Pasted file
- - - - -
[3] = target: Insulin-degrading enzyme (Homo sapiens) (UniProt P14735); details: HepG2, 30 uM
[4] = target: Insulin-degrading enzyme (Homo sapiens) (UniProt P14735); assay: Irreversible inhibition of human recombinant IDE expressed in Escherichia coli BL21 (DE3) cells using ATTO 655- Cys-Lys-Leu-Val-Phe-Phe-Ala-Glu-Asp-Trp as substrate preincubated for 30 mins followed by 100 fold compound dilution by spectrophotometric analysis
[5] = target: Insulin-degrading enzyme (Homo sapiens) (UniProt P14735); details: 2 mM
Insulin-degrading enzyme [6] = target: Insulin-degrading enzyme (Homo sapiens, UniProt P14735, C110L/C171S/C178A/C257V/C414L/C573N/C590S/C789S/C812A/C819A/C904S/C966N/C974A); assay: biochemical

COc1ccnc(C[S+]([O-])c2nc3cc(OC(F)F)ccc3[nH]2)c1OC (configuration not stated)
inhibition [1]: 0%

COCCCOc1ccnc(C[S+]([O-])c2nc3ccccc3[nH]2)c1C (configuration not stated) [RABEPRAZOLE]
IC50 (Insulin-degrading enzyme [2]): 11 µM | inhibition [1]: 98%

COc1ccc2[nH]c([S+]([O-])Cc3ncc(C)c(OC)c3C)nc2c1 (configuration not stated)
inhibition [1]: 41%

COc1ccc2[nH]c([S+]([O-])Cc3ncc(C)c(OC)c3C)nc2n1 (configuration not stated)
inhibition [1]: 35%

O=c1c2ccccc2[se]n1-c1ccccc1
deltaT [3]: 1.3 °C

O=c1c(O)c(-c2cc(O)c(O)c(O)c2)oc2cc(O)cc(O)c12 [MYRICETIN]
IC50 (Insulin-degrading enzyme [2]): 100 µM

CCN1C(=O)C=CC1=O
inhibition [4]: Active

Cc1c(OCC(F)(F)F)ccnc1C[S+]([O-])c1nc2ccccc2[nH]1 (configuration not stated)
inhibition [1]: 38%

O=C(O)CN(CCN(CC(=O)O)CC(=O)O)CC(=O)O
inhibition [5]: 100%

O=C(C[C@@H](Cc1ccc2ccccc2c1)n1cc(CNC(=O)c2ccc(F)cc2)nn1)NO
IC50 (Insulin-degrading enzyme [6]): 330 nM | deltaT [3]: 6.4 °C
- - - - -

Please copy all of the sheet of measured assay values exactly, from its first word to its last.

[3] = target: Insulin-degrading enzyme (Homo sapiens) (UniProt P14735); details: HepG2, 30 uM
[4] = target: Insulin-degrading enzyme (Homo sapiens) (UniProt P14735); assay: Irreversible inhibition of human recombinant IDE expressed in Escherichia coli BL21 (DE3) cells using ATTO 655- Cys-Lys-Leu-Val-Phe-Phe-Ala-Glu-Asp-Trp as substrate preincubated for 30 mins followed by 100 fold compound dilution by spectrophotometric analysis
[5] = target: Insulin-degrading enzyme (Homo sapiens) (UniProt P14735); details: 2 mM
Insulin-degrading enzyme [6] = target: Insulin-degrading enzyme (Homo sapiens, UniProt P14735, C110L/C171S/C178A/C257V/C414L/C573N/C590S/C789S/C812A/C819A/C904S/C966N/C974A); assay: biochemical

COc1ccnc(C[S+]([O-])c2nc3cc(OC(F)F)ccc3[nH]2)c1OC (configuration not stated)
inhibition [1]: 0%

COCCCOc1ccnc(C[S+]([O-])c2nc3ccccc3[nH]2)c1C (configuration not stated) [RABEPRAZOLE]
IC50 (Insulin-degrading enzyme [2]): 11 µM | inhibition [1]: 98%

COc1ccc2[nH]c([S+]([O-])Cc3ncc(C)c(OC)c3C)nc2c1 (configuration not stated)
inhibition [1]: 41%

COc1ccc2[nH]c([S+]([O-])Cc3ncc(C)c(OC)c3C)nc2n1 (configuration not stated)
inhibition [1]: 35%

O=c1c2ccccc2[se]n1-c1ccccc1
deltaT [3]: 1.3 °C

O=c1c(O)c(-c2cc(O)c(O)c(O)c2)oc2cc(O)cc(O)c12 [MYRICETIN]
IC50 (Insulin-degrading enzyme [2]): 100 µM

CCN1C(=O)C=CC1=O
inhibition [4]: Active

Cc1c(OCC(F)(F)F)ccnc1C[S+]([O-])c1nc2ccccc2[nH]1 (configuration not stated)
inhibition [1]: 38%

O=C(O)CN(CCN(CC(=O)O)CC(=O)O)CC(=O)O
inhibition [5]: 100%

O=C(C[C@@H](Cc1ccc2ccccc2c1)n1cc(CNC(=O)c2ccc(F)cc2)nn1)NO
IC50 (Insulin-degrading enzyme [6]): 330 nM | deltaT [3]: 6.4 °C